The tears of a clown fall throughout Funnyman, the devastatingly good show business drama that opened at Circle Theatre on Friday. And as the final curtain approaches, those tears grow into an ocean that washes the audience in a wave of intense emotion.
It is the late 1950s and successful stage comic Chick Sherman (Randy Pearlman) is cashing in on television by doing commercials that require him to trot out his exuberant catchphrase, “Wowsa!, to express his joy and surprise at finding such an effective way to fight indigestion.
But the stage jobs seem to be drying up, so Sherman presses his agent, Milt “Junior” Karp (Robert Michael James), to find him more work. When Karp responds by coming up with a possibly radical change of direction for his client in the form of a new absurdist comedy that sounds very much like Waiting for Godot, however, Sherman balks at the idea. “Not funny,” he barks at Karp, using the phrase that he invokes as the ultimate damnation of any idea or person.
Sherman gradually warms to the idea after several battles with his agent, an artsy director (Eric Dobbins), the play’s Tennessee Williams-esque author, Victor La Plant (Jakie Cabe) and his daughter, Katherine Sherman (Melissa Rosenberg). As the interested parties debate Chick’s question of to be or not to be a more serious actor, we discover a great deal about the comic’s past, and watch Katherine begin a new chapter in her life as she develops a relationship with Nathan (Jacob Grant), one of her co-workers in the administrative offices of Carnegie Hall.
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The only difficult thing about praising this fabulous production is deciding where to starting tossing the kudos first. Bruce Graham’s script is nothing short of brilliant. His dialogue is so sharp you could cut yourself on it, and the overall structure of the play is incredibly well-crafted. It is as consistently entertaining as it is gut wrenching. And his characters live and breathe so easily in the world he creates for them that it is almost startling.
Director Krista Scott copes with something here that could be her dream come true or her worst nightmare — a cast populated with a wonderful overabundance of talented players. But Scott harnesses all that power and keeps her troops marching in lockstep toward a common goal. She does it without ever allowing us to see the seams in the stunning tapestry she so artfully weaves. It is beautiful, and subtle, work.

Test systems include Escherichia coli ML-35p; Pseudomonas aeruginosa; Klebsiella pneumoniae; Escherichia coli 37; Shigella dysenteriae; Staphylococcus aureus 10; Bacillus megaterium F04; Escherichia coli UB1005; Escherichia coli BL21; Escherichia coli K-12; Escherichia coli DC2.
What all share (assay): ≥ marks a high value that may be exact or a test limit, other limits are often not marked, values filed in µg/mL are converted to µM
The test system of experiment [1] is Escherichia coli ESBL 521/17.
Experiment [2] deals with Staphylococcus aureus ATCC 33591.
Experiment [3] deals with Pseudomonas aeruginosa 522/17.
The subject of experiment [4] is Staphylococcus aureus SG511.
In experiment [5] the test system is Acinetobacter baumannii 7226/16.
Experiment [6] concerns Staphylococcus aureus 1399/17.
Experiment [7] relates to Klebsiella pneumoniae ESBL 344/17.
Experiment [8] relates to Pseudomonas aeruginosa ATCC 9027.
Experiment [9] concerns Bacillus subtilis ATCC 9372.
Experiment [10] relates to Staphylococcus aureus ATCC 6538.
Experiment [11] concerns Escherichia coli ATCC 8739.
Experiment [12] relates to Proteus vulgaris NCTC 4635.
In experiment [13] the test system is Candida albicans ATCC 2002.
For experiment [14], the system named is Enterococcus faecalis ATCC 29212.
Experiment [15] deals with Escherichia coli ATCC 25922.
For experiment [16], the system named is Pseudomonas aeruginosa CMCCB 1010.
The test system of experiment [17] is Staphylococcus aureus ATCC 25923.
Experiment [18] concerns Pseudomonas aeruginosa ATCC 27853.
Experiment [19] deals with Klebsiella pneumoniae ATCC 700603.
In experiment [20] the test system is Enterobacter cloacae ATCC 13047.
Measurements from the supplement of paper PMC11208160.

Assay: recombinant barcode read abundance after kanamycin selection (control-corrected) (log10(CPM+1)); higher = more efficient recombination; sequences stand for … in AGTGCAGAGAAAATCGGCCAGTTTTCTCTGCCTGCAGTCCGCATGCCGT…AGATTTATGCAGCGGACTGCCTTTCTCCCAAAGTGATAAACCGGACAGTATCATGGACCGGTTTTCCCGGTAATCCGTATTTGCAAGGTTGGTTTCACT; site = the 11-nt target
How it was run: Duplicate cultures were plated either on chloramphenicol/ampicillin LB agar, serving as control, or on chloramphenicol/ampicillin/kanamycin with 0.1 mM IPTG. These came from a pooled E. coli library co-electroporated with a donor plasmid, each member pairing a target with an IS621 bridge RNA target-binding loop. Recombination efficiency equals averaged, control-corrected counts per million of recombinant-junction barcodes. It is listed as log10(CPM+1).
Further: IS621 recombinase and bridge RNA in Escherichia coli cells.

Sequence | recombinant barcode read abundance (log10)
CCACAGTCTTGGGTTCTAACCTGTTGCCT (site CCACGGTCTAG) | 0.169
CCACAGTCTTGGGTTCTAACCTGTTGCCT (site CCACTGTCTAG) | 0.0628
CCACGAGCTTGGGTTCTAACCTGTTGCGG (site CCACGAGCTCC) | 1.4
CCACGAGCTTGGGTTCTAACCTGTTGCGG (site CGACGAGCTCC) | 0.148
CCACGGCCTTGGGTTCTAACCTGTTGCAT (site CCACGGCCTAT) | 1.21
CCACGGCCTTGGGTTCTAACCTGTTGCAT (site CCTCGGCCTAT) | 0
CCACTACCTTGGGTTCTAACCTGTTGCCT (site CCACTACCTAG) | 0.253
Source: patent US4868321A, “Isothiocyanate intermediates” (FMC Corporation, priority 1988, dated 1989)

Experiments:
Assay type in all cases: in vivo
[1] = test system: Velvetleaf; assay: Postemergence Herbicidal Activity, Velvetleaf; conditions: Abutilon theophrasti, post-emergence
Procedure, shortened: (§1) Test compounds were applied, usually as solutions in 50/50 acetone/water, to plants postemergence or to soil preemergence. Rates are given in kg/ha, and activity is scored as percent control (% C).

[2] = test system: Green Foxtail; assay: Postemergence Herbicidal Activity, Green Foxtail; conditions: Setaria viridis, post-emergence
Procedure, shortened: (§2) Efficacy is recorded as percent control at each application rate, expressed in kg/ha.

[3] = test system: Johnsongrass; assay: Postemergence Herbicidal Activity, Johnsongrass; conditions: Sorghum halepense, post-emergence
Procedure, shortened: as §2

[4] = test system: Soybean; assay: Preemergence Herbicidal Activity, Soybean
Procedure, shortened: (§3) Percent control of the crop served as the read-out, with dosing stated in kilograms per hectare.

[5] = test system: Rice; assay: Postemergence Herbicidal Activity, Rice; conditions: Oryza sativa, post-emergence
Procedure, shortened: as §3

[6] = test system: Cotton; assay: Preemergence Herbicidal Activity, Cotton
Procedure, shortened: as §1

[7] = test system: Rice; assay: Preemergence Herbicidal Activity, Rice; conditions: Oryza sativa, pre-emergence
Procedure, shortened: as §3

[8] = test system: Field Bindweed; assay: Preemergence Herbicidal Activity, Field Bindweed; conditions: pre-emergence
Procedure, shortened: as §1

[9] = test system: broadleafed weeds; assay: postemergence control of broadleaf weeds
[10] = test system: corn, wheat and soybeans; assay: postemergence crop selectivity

The acting is about as universally strong as you are likely to see on a Fort Worth stage. Or maybe anywhere else, for that matter. Cabe does a bit of a caricature, but it is so consistent and droll that it works. James is solid as a rock in his part, providing a grounded presence around which the other characters orbit erratically. Rosenberg and Grant, who are both making their Circle Theatre debuts with this show, are endearing as the young couple trying to sort out the mysteries of their elders.
The show also features a sleek, cleverly serviceable set by Clare Floyd DeVries. And the costumes by Sarah Tonemah are sharp looking, and do a nice job of setting the time period.
But make no mistake about it — this show belongs to Pearlman.
The performance he turns in as the tortured comic is quite simply one of the best acting jobs I have ever seen on any stage. It is the type of portrayal that you feel on the back of your neck and in the pit of your stomach. Pearlman so thoroughly internalizes his role that you do not find his character in the speeches and movements, but rather emerging from his eyes, where the pain of a life of eternal struggle is so evident. It is an amazing thing to witness, and it hits you like a freight train.
So do not miss this gorgeously honed production, in which all the planets in the Fort Worth theater solar system align. This is not only a great show. It is one we may look back on as something of a historic turning point, where the past, present and future of our theater scene were all on display in one magic moment in a theater that so recently suffered through the death of its beloved founder, Rose Pearson. “Wowsa!” doesn’t even begin to describe it.